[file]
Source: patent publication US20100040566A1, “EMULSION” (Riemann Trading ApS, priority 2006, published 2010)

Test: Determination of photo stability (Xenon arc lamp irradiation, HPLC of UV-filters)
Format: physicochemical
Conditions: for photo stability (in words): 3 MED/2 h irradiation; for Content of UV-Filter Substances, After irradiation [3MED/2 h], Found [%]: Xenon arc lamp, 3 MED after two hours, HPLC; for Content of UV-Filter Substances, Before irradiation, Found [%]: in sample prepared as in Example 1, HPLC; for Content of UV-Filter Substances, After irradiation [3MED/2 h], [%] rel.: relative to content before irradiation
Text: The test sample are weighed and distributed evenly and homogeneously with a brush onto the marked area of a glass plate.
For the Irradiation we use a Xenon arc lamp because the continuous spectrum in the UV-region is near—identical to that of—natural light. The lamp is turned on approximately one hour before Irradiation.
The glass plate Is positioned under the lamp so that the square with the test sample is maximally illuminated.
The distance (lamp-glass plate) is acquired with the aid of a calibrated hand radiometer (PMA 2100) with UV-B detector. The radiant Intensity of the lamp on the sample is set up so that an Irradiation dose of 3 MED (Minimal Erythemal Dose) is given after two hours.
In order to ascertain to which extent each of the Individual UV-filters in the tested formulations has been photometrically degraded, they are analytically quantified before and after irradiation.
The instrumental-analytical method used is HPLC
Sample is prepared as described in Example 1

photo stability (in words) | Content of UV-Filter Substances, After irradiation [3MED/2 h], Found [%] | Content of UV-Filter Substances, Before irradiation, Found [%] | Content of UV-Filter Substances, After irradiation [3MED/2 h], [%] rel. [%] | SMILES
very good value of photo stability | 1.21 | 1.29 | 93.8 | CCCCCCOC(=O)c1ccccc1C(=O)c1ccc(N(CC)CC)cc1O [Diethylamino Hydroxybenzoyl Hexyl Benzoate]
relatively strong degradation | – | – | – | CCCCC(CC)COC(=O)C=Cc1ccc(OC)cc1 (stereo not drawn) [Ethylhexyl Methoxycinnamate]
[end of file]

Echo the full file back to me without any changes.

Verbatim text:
Source: patent publication US20100040566A1, “EMULSION” (Riemann Trading ApS, priority 2006, published 2010)

Test: Determination of photo stability (Xenon arc lamp irradiation, HPLC of UV-filters)
Format: physicochemical
Conditions: for photo stability (in words): 3 MED/2 h irradiation; for Content of UV-Filter Substances, After irradiation [3MED/2 h], Found [%]: Xenon arc lamp, 3 MED after two hours, HPLC; for Content of UV-Filter Substances, Before irradiation, Found [%]: in sample prepared as in Example 1, HPLC; for Content of UV-Filter Substances, After irradiation [3MED/2 h], [%] rel.: relative to content before irradiation
Text: The test sample are weighed and distributed evenly and homogeneously with a brush onto the marked area of a glass plate.
For the Irradiation we use a Xenon arc lamp because the continuous spectrum in the UV-region is near—identical to that of—natural light. The lamp is turned on approximately one hour before Irradiation.
The glass plate Is positioned under the lamp so that the square with the test sample is maximally illuminated.
The distance (lamp-glass plate) is acquired with the aid of a calibrated hand radiometer (PMA 2100) with UV-B detector. The radiant Intensity of the lamp on the sample is set up so that an Irradiation dose of 3 MED (Minimal Erythemal Dose) is given after two hours.
In order to ascertain to which extent each of the Individual UV-filters in the tested formulations has been photometrically degraded, they are analytically quantified before and after irradiation.
The instrumental-analytical method used is HPLC
Sample is prepared as described in Example 1

photo stability (in words) | Content of UV-Filter Substances, After irradiation [3MED/2 h], Found [%] | Content of UV-Filter Substances, Before irradiation, Found [%] | Content of UV-Filter Substances, After irradiation [3MED/2 h], [%] rel. [%] | SMILES
very good value of photo stability | 1.21 | 1.29 | 93.8 | CCCCCCOC(=O)c1ccccc1C(=O)c1ccc(N(CC)CC)cc1O [Diethylamino Hydroxybenzoyl Hexyl Benzoate]
relatively strong degradation | – | – | – | CCCCC(CC)COC(=O)C=Cc1ccc(OC)cc1 (stereo not drawn) [Ethylhexyl Methoxycinnamate]